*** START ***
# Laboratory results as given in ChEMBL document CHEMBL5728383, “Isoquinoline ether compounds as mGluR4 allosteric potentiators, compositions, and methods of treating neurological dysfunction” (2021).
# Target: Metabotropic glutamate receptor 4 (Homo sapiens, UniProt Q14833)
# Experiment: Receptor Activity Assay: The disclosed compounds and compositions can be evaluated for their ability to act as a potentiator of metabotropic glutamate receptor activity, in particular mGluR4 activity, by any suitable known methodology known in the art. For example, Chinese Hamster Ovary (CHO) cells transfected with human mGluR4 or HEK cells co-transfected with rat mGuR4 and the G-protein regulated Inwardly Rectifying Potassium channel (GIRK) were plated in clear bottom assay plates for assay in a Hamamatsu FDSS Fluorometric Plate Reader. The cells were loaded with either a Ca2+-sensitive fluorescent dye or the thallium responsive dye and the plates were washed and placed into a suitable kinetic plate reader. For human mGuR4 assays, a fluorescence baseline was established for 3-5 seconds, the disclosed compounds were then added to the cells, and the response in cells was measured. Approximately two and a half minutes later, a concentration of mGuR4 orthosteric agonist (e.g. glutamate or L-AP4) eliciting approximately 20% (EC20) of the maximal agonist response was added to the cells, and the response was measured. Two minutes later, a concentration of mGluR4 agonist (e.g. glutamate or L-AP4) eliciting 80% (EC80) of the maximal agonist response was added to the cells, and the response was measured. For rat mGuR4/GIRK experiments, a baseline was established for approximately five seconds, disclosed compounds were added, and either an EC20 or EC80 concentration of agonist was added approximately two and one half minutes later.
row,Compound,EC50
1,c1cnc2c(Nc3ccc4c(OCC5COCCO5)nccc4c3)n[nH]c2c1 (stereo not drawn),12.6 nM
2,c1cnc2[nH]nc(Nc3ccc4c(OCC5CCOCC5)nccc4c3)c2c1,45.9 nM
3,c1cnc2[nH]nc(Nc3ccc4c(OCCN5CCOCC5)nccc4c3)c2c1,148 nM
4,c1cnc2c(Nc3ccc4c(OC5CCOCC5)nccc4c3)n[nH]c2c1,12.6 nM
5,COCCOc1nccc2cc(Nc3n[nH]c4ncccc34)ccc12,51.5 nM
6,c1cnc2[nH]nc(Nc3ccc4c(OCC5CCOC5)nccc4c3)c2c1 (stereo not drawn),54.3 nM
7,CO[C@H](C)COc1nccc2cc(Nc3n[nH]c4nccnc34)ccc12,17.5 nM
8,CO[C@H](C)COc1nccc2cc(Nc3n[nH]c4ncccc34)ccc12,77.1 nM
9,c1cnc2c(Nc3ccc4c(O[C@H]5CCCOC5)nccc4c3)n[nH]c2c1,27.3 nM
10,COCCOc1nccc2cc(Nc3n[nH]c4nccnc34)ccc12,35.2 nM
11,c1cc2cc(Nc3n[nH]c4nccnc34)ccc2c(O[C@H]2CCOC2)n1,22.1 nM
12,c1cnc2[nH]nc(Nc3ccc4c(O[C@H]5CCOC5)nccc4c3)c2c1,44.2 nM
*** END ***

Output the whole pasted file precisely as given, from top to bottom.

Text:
# Laboratory results as given in ChEMBL document CHEMBL5728383, “Isoquinoline ether compounds as mGluR4 allosteric potentiators, compositions, and methods of treating neurological dysfunction” (2021).
# Target: Metabotropic glutamate receptor 4 (Homo sapiens, UniProt Q14833)
# Experiment: Receptor Activity Assay: The disclosed compounds and compositions can be evaluated for their ability to act as a potentiator of metabotropic glutamate receptor activity, in particular mGluR4 activity, by any suitable known methodology known in the art. For example, Chinese Hamster Ovary (CHO) cells transfected with human mGluR4 or HEK cells co-transfected with rat mGuR4 and the G-protein regulated Inwardly Rectifying Potassium channel (GIRK) were plated in clear bottom assay plates for assay in a Hamamatsu FDSS Fluorometric Plate Reader. The cells were loaded with either a Ca2+-sensitive fluorescent dye or the thallium responsive dye and the plates were washed and placed into a suitable kinetic plate reader. For human mGuR4 assays, a fluorescence baseline was established for 3-5 seconds, the disclosed compounds were then added to the cells, and the response in cells was measured. Approximately two and a half minutes later, a concentration of mGuR4 orthosteric agonist (e.g. glutamate or L-AP4) eliciting approximately 20% (EC20) of the maximal agonist response was added to the cells, and the response was measured. Two minutes later, a concentration of mGluR4 agonist (e.g. glutamate or L-AP4) eliciting 80% (EC80) of the maximal agonist response was added to the cells, and the response was measured. For rat mGuR4/GIRK experiments, a baseline was established for approximately five seconds, disclosed compounds were added, and either an EC20 or EC80 concentration of agonist was added approximately two and one half minutes later.
row,Compound,EC50
1,c1cnc2c(Nc3ccc4c(OCC5COCCO5)nccc4c3)n[nH]c2c1 (stereo not drawn),12.6 nM
2,c1cnc2[nH]nc(Nc3ccc4c(OCC5CCOCC5)nccc4c3)c2c1,45.9 nM
3,c1cnc2[nH]nc(Nc3ccc4c(OCCN5CCOCC5)nccc4c3)c2c1,148 nM
4,c1cnc2c(Nc3ccc4c(OC5CCOCC5)nccc4c3)n[nH]c2c1,12.6 nM
5,COCCOc1nccc2cc(Nc3n[nH]c4ncccc34)ccc12,51.5 nM
6,c1cnc2[nH]nc(Nc3ccc4c(OCC5CCOC5)nccc4c3)c2c1 (stereo not drawn),54.3 nM
7,CO[C@H](C)COc1nccc2cc(Nc3n[nH]c4nccnc34)ccc12,17.5 nM
8,CO[C@H](C)COc1nccc2cc(Nc3n[nH]c4ncccc34)ccc12,77.1 nM
9,c1cnc2c(Nc3ccc4c(O[C@H]5CCCOC5)nccc4c3)n[nH]c2c1,27.3 nM
10,COCCOc1nccc2cc(Nc3n[nH]c4nccnc34)ccc12,35.2 nM
11,c1cc2cc(Nc3n[nH]c4nccnc34)ccc2c(O[C@H]2CCOC2)n1,22.1 nM
12,c1cnc2[nH]nc(Nc3ccc4c(O[C@H]5CCOC5)nccc4c3)c2c1,44.2 nM